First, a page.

Wednesday, November 9, 2016

The Mysterious Wreck at Fisherman's Bay

I was recently asked by a long time Port Hardy resident if I could find any information about the wreck in Fisherman Bay, which is a small bay on the side of Nissen Bight, at Cape Scott.

An old wooden wreck has sat on the beach for almost 80 years. I have been asked if it was associated with the early Cape Scott settlement in the late 1800s, or perhaps with the radar station which stood near the lighthouse during World War II. Other people have asked if the ship was a victim of storms in the area.

Photo of the wreck from 2007 featured on blog: 

I was able to locate some documentation about the wreck in the book "Historic Shipwrecks of Northeastern Vancouver Island" put out by the Underwater Archaeological Society of BC (UASBC).

As a part of an initiative to catalogue wrecks around BC, the UASBC enlisted the help of a reporter at the Times Colonist, Patrick Murphy, to try to find out about where this particular ship came from. Together they were successful in uncovering some of its interesting history. The information in this article is taken from this informative book, which is available through the Vancouver Island Regional Library.

The wreck on the beach at Fisherman's Cove is what little remains of the Pelican 1, previously known as the Oregon.

In 1917 this wooden vessel was commissioned under the name MV State of Oregon and it was first launched in Seattle by the Alaska Pacific Construction Company under the name Oregon. The boat originally measured 215 feet in length and was one of the first diesel powered ships.

The Oregon enjoyed about 20 years of working life on the Pacific coast. She was a freighter, primarily used to transport goods between Washington and Alaska.

The Oregon in its finer days.
Puget Sound Maritime Historical Society (HP#374-6) 

By 1936 she was deemed to no longer be seaworthy. Her engines were taken out and the freighter became a barge in 1939. In the early 1940s her name was changed to the Pelican 1.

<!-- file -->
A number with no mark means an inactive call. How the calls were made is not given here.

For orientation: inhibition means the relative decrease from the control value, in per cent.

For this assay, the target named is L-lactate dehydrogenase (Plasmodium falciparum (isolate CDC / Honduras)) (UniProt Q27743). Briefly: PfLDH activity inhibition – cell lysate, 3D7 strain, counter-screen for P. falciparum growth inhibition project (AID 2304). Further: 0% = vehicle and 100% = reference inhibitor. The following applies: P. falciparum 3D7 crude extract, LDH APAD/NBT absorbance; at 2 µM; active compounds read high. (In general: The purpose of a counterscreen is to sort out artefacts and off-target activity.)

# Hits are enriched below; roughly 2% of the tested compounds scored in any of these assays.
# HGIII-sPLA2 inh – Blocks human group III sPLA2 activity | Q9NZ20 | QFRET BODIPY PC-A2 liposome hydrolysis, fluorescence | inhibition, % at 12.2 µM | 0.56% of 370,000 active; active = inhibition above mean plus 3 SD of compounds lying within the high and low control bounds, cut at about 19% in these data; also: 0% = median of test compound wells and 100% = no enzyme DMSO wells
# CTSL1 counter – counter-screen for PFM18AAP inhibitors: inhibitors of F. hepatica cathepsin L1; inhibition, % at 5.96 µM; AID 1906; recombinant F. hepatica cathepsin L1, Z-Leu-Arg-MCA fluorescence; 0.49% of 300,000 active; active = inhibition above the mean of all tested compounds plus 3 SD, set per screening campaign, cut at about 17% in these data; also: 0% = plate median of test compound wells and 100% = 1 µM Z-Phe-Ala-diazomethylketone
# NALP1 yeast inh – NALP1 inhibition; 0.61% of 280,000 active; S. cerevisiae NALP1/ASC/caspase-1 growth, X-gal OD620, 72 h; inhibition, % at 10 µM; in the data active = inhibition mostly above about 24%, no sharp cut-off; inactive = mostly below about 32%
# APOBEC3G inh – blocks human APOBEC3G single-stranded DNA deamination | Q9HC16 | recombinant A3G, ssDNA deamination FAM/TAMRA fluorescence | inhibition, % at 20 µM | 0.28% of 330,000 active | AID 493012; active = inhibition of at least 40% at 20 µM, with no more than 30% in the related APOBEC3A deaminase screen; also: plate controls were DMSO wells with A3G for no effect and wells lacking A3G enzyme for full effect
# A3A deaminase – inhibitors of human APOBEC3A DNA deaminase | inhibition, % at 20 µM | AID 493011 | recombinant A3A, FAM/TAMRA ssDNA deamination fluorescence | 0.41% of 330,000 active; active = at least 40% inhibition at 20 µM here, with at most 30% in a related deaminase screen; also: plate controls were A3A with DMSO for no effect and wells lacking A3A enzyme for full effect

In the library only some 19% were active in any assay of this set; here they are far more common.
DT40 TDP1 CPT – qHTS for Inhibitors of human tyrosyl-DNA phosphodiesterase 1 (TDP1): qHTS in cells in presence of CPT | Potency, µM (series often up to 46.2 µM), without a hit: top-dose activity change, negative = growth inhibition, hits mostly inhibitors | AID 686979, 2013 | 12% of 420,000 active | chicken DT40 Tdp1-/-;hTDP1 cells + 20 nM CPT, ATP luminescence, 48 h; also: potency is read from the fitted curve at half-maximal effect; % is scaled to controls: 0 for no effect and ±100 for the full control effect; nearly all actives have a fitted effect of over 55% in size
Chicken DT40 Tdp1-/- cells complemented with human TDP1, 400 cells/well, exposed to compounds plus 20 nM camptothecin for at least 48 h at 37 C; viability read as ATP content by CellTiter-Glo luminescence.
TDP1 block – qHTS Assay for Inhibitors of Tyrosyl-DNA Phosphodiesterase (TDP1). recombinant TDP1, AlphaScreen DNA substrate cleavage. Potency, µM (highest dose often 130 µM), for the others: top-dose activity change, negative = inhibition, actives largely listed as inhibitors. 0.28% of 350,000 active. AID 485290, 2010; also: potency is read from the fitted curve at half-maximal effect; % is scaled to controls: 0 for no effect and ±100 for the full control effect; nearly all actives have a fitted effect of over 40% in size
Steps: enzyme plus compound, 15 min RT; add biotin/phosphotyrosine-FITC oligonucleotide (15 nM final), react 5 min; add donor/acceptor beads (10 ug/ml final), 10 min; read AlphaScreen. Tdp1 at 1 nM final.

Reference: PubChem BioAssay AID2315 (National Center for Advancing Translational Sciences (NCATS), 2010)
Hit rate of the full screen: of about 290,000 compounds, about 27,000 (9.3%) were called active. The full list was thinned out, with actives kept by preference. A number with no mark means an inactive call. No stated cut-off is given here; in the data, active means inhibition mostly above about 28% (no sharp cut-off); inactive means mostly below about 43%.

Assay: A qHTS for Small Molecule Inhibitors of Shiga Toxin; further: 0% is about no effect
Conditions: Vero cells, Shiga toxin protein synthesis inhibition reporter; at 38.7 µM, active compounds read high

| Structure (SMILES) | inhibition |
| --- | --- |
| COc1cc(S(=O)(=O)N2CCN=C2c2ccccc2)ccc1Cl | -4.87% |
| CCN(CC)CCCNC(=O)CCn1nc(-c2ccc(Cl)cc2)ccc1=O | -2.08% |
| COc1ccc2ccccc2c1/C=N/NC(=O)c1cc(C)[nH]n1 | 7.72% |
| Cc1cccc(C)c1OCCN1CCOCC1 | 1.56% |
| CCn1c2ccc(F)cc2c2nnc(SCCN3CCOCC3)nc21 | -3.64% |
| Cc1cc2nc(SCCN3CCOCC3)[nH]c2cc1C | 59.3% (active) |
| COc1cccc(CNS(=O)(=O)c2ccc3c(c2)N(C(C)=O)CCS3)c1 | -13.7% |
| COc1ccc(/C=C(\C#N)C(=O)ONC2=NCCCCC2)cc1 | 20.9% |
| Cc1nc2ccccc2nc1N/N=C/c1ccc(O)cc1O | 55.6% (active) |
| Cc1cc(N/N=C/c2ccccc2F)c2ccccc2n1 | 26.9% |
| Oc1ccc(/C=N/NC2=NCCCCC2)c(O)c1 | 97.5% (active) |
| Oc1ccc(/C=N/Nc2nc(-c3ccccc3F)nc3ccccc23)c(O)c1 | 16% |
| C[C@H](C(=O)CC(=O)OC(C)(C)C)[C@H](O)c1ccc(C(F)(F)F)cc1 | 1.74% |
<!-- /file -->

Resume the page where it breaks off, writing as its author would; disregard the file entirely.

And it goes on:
On August 24, 1945 a resident of Victoria, Bill Dixon, incorporated the Fisherman Bay Limited company, capitalized at $100,000. Dixon had the idea to provide services to the commercial fishing fleet out of Cape Scott at Fisherman Bay on the North end of Vancouver Island.

Unfortunately, the harsh seas off Cape Scott did not provide any protected harbour in the immediate area, and so Dixon attempted to convince the government to fund a breakwater.

When the government wasn't receptive to his proposal, Dixon purchased the old shell of the Pelican 1 for $900 in July 1946. He filled it with gravel, brought it to the entrance to Fisherman Bay and blew holes in the hull with dynamite. The ship sank, but did not hold its location. By October of 1946 it had drifted onto the beach, and was left there to rot. Dixon disappeared and his shareholders were left trying to decide what to do about the company.

Surveying the wreck - June 1995. Photo courtesy of J. Marc of the UASBC.

The UASBC visited the wreck (at that time of unknown providence) in 1995 and catalogued what remained on the beach and in the nearby water. At the time there were still a number of pieces of the wreck on the bottom of the Bay.

The wreck is one of a number of interesting artifacts in Cape Scott Provincial Park that give a glimpse into the many attempts to live and do business in the remote and harsh environment at the northern tip of Vancouver Island.

Wednesday, November 2, 2016

Old Port Hardy in moving pictures

Straight from the archives - this amazing footage was taken in the 1920s, when the main community of Port Hardy was located on the south-east side of the bay.  At this time the newer community of Hardy Bay, located at the present townsite, was just starting to grow.

The short film provides a panorama of the community and the bay, as well as a brief glimpse at the clothing worn at the time as a couple of men walk by the camera as the panorama is being filmed!

Library and Archives Canada